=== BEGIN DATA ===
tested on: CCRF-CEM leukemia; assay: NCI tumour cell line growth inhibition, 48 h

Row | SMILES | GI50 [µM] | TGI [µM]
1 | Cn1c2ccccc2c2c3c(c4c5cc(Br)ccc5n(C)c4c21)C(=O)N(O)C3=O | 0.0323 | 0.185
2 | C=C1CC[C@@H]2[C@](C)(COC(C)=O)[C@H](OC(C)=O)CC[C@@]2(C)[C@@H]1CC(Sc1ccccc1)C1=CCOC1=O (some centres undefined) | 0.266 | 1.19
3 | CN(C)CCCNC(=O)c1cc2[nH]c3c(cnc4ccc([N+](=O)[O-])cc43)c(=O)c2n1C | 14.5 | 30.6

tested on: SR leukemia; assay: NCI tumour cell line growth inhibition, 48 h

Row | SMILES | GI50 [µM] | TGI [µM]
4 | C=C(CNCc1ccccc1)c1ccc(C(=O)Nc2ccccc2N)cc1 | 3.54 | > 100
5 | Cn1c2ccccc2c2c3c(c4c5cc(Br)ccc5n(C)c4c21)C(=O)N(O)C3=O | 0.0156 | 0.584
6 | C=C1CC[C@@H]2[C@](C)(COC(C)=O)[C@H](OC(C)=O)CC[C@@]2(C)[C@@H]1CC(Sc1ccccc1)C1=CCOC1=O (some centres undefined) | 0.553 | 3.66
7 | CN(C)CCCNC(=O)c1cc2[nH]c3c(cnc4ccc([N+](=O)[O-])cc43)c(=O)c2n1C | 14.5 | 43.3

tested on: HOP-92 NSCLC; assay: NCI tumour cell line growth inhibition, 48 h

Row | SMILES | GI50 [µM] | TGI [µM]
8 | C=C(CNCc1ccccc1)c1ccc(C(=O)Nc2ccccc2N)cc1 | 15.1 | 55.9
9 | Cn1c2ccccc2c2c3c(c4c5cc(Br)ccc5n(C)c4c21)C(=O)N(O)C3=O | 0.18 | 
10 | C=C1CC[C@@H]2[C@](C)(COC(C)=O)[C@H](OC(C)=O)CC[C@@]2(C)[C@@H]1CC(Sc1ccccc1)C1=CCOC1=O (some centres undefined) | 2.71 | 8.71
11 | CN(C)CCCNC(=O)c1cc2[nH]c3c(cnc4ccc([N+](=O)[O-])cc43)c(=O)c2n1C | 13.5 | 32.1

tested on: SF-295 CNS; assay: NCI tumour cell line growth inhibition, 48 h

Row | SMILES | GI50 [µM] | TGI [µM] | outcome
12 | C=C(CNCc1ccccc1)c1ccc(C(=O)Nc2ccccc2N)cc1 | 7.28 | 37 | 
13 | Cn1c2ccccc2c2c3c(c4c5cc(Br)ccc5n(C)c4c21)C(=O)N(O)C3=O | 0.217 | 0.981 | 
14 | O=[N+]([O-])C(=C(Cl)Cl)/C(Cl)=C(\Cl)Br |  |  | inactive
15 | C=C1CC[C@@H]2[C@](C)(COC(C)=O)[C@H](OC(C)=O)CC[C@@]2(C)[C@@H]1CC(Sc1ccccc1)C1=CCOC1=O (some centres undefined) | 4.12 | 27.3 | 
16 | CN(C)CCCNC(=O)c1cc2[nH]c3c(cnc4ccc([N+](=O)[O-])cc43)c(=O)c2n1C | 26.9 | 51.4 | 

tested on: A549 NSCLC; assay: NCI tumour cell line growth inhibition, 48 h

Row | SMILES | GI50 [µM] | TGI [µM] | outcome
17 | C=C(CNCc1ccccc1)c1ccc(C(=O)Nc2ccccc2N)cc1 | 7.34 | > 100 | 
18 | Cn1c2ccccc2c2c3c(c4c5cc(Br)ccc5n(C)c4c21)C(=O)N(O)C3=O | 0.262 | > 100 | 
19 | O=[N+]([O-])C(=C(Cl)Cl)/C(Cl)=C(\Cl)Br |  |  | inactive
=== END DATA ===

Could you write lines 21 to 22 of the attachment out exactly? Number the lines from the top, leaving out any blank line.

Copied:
13 | Cn1c2ccccc2c2c3c(c4c5cc(Br)ccc5n(C)c4c21)C(=O)N(O)C3=O | 0.217 | 0.981 | 
14 | O=[N+]([O-])C(=C(Cl)Cl)/C(Cl)=C(\Cl)Br |  |  | inactive